Sustainable swimwear brands for perfecting poolside style
Make a splash with the most standout sustainable swimwear brands
When you slip into your swimmers we recommend an eco-aware choice, from brands that operate using a low carbon footprint, use recycled materials or create long lasting silhouettes. Enter a cohort of sustainable swimwear brands ensuring you’ll sunbathe with a eco-aware attitude this summer.
Sustainable swimwear brands: Vanessa Sposi
‘I believe in a sustainable approach, with an aim to provide modern classics – pieces that stand the test of time, pieces that collect summers,’, says swimwear designer Vanessa Sposi. The founder of her ethically-made and eco-conscious eponymous beach wear brand, which combines swim with chic resort silhouettes, designs her pieces in Paris, weaves them in Italy and manufactures them in Portugal. Pieces, which include pared-back asymmetric one pieces, leopard print bikini tops in cheeky triangle silhouettes or sporty narrow strap designs, and bottoms with a V-brief or high waist, are crafted using egenerative, organic, renewable and recycled fabrics, including Econyl. Silhouettes also have another feel good factor: swimwear styles are infused with skin nourishing Antioxidants rich in Vitamin E and soothing Aloe Vera to moisturise the skin when you’ve had a day soaking up the sun.
For stylist Tona Stell, inclusive sizing isn’t an afterthought, it’s an intrinsic intention. When Stell launched her eponymous swimwear brand in July, she modelled her pieces on a UK women’s size 16 and a FF bra cup, ensuring that every curve and contour of the female body was considered in the sampling process. The result is a series of eye-catching pieces, from underwired towelled bikinis with a high leg or high waist brief, to vivid sporty bralette tops in vivid florals or Op Art checkerboard, which are available in a spectrum of sizes. Each of Tona’s designs, which are encouraged to be worn with a mix and match aesthetic, is crafted using eco-aware fabrications, including bespoke organic cotton and Ecoynl, and is boxed using recycled packaging. Swim sporting conscious design in every stitch.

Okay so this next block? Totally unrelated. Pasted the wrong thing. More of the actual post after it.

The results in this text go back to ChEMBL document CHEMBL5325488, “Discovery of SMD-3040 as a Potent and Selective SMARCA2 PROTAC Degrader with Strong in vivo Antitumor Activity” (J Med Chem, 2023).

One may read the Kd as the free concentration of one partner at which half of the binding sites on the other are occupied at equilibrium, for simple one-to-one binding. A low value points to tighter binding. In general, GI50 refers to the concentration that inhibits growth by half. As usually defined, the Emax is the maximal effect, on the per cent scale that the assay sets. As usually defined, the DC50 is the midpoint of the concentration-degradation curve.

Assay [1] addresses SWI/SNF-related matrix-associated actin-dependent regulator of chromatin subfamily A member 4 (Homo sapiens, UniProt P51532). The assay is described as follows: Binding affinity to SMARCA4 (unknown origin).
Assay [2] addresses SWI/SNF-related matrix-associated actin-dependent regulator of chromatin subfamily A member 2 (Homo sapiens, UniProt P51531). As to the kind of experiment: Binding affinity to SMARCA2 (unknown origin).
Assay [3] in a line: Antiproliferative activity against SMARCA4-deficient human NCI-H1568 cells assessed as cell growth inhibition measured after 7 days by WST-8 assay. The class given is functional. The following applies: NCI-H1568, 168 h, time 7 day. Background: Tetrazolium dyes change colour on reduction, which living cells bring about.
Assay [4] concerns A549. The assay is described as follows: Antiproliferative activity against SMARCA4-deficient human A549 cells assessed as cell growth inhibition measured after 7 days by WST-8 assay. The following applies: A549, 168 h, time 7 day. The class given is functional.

‘I was looking for tones that were warm and uplifting but a step away from neons, which we did last year,’ says co-founder and creative director Georgiana Huddart of the burnt reds, lavenders, emeralds and turquoises in the brand’s latest Majorelle collection, which nods to the tones favoured by Spanish architect Ricardo Bofill. The offering includes elegant strapless swimsuits and hoop-detail asymmetric bikinis, crafted in the London brand’s signature crinkle effect fabric, which is knitted in the United Kingdom’s Midlands.
Hunza G has long been a proponent of sustainable design, an ethos only emphasised in the wake of the Covid-19 pandemic. ‘It’s really highlighted our need to modernise,’ says Huddart. The label hosts a monthly Conscious Club meeting for its small team, looking at ways to innovate in an environmentally aware way. In a bid to reduce waste, offcuts from the brand’s designs are transformed into headbands and scrunchies, packaging right down to hygenie labels is sustainable and recylable, and the label operates a no-plastic office. From 20221, it will also introduce a recycled nylon yarn. ‘Sustainability is about changing the mindset right from the core of a company rather than just in a perforative way to sell your products,’ Huddart says. ’It’s exciting to see what can be achieved if everyone works together.’
Searching for a little Italianate inspiration? Sustainable swimwear label Evarae produces its versatile and subtly-detailed designs in an atelier near Lake Como. The label’s Move.Dance.Swim collection has a hybrid sensibility, featuring swimming costumes, bralettes and leggings, allowing wearers to move seamlessly from say, a Pilates class to poolside. One-pieces feature feminine puffed sleeves, two-tone fabrics and frilled details.